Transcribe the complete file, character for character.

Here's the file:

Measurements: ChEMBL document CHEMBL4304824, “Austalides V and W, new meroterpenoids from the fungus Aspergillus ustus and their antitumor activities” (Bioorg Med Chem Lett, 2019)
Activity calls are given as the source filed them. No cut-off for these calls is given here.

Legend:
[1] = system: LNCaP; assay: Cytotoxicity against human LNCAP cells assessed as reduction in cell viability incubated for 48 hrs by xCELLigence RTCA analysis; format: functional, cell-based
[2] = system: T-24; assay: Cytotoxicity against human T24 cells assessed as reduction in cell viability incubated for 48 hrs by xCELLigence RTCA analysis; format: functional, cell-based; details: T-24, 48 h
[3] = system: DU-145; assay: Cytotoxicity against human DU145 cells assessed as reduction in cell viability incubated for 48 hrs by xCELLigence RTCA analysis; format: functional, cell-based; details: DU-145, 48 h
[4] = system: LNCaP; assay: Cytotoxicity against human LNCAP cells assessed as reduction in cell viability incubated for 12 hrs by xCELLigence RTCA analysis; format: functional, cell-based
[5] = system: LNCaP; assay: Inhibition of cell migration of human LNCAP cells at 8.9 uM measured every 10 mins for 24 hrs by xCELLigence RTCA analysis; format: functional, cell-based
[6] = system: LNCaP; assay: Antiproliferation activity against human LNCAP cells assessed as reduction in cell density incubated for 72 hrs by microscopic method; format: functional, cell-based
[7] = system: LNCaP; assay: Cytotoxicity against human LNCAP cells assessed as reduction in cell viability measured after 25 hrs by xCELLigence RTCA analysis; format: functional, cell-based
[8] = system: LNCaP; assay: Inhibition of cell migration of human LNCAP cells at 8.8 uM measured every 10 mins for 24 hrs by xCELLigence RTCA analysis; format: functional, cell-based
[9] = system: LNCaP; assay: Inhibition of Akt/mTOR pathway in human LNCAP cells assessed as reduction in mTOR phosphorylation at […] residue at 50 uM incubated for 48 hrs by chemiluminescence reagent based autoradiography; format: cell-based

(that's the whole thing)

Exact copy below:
Measurements: ChEMBL document CHEMBL4304824, “Austalides V and W, new meroterpenoids from the fungus Aspergillus ustus and their antitumor activities” (Bioorg Med Chem Lett, 2019)
Activity calls are given as the source filed them. No cut-off for these calls is given here.

Legend:
[1] = system: LNCaP; assay: Cytotoxicity against human LNCAP cells assessed as reduction in cell viability incubated for 48 hrs by xCELLigence RTCA analysis; format: functional, cell-based
[2] = system: T-24; assay: Cytotoxicity against human T24 cells assessed as reduction in cell viability incubated for 48 hrs by xCELLigence RTCA analysis; format: functional, cell-based; details: T-24, 48 h
[3] = system: DU-145; assay: Cytotoxicity against human DU145 cells assessed as reduction in cell viability incubated for 48 hrs by xCELLigence RTCA analysis; format: functional, cell-based; details: DU-145, 48 h
[4] = system: LNCaP; assay: Cytotoxicity against human LNCAP cells assessed as reduction in cell viability incubated for 12 hrs by xCELLigence RTCA analysis; format: functional, cell-based
[5] = system: LNCaP; assay: Inhibition of cell migration of human LNCAP cells at 8.9 uM measured every 10 mins for 24 hrs by xCELLigence RTCA analysis; format: functional, cell-based
[6] = system: LNCaP; assay: Antiproliferation activity against human LNCAP cells assessed as reduction in cell density incubated for 72 hrs by microscopic method; format: functional, cell-based
[7] = system: LNCaP; assay: Cytotoxicity against human LNCAP cells assessed as reduction in cell viability measured after 25 hrs by xCELLigence RTCA analysis; format: functional, cell-based
[8] = system: LNCaP; assay: Inhibition of cell migration of human LNCAP cells at 8.8 uM measured every 10 mins for 24 hrs by xCELLigence RTCA analysis; format: functional, cell-based
[9] = system: LNCaP; assay: Inhibition of Akt/mTOR pathway in human LNCAP cells assessed as reduction in mTOR phosphorylation at […] residue at 50 uM incubated for 48 hrs by chemiluminescence reagent based autoradiography; format: cell-based